In the last few months, a number of Egyptian civil society organizations, lawyers, journalists, and independent activists have been targeted with personalized and generic emails aimed at revealing their Gmail or Dropbox credentials to the attackers.
The targets believe that the attacks are sponsored by the Egyptian government, which has been cracking down on dissenters and activists for a few years now. They might be right, as some of the phishing pages created by the attackers do contain comments in a form of Arabic slang used in Egypt.
A report compiled by researchers from Citizen Lab and a technologist from the Egyptian Initiative for Personal Rights reveals some examples of the phishing emails used, as well as details about the campaign that was mounted.
The researchers discovered that the campaign was effected in two stages, each with distinct phishing tactics and domains.
In the first stage, the emails were extremely personalized and some leveraged very recent events. In one particular instance, emails supposedly containing documents regarding the arrest of a lawyer that happened mere hours before were delivered to a number of targets, indicating that the attackers had insider knowledge about the arrest, and have therefore ties to the Egyptian state.
In the second phase, the emails were more “generic,” mostly impersonating Google (i.e. Gmail) and emphasizing account security issues.
The researchers discovered that the Nile Phish attackers (as the’ve dubbed them) used open-source phishing framework GoPhish to mount the campaign. Also, they’ve managed to tie the two phases back to the same actors because of a technical error that allowed them to link the different server infrastructures used in the two stages.
“Nile Phish’s sponsor clearly has a strong interest in the activities of Egyptian NGOs, specifically those charged by the Egyptian government in Case 173 [a legal case brought by the Egyptian government against NGOs]. The Nile Phish operator shows intimate familiarity with the targeted NGOs activities, the concerns of their staff, and an ability to quickly phish on the heels of action by the Egyptian government,” the researchers found. Still, they noted that they are “not in a position in this report to conclusively attribute Nile Phish to a particular sponsor.”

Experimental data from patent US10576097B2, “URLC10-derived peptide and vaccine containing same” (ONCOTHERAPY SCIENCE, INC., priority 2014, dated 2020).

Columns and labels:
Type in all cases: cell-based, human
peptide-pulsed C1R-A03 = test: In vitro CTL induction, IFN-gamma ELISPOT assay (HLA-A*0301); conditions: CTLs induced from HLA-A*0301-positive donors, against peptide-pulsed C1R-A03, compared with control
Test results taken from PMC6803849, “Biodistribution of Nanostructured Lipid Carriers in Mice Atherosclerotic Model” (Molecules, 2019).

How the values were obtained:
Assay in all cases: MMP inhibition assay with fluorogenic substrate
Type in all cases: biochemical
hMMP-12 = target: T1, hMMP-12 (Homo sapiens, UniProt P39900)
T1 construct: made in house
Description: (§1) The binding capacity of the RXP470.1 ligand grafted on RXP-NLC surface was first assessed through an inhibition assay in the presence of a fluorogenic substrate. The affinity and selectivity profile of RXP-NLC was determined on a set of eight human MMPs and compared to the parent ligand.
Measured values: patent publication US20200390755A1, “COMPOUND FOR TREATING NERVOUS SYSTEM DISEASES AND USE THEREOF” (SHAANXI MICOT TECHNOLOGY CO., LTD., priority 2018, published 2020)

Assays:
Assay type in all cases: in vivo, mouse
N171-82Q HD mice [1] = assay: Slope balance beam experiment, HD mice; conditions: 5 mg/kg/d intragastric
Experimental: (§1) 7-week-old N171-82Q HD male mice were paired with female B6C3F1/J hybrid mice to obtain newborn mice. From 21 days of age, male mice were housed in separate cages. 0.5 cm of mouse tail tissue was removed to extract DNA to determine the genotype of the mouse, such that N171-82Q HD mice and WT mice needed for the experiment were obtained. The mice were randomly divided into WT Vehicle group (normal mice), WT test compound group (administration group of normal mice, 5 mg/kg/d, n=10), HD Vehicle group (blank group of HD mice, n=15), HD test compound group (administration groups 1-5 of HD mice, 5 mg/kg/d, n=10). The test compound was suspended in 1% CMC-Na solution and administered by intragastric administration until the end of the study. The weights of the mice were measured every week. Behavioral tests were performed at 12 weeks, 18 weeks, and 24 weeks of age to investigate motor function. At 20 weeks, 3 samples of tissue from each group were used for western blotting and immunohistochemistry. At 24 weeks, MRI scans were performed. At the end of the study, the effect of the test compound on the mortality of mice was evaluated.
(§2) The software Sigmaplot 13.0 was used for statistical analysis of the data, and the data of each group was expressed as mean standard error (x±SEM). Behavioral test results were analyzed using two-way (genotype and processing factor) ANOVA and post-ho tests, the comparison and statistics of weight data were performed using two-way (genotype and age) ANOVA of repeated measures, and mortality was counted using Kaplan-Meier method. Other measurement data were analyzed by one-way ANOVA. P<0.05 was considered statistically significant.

Why is phishing so favored by attackers?
The researchers described credential phishing as “the royal road to account compromise.”
“While we cannot know Nile Phish operators’ reasons for choosing phishing, assuming they have access to other techniques, we can speculate that they used social engineering because it works,” they noted. “A phishing campaign has a number of advantages, even for operators capable of obtaining expensive and sophisticated malware.”
Phishing campaigns are cheap to deploy, easy to scale, can be adapted quickly to hit new targets, they don’t require attackers to “sacrifice” pricy tools or malware in order to achieve their goal, and they don’t have to know anything about the device or software used by the targets.
In addition to this, the attacks are difficult to attribute to specific attackers, and the targeted accounts (email, file hosting) often contain huge troves of data.
Likely NGO targets can protect themselves and their accounts by using more secure forms of 2-factor authentication (authenticator apps and physical security keys) as well as undergoing anti-phishing training. Both methods have their limitations and are not foolproof, but increase the “cost-to-phish.”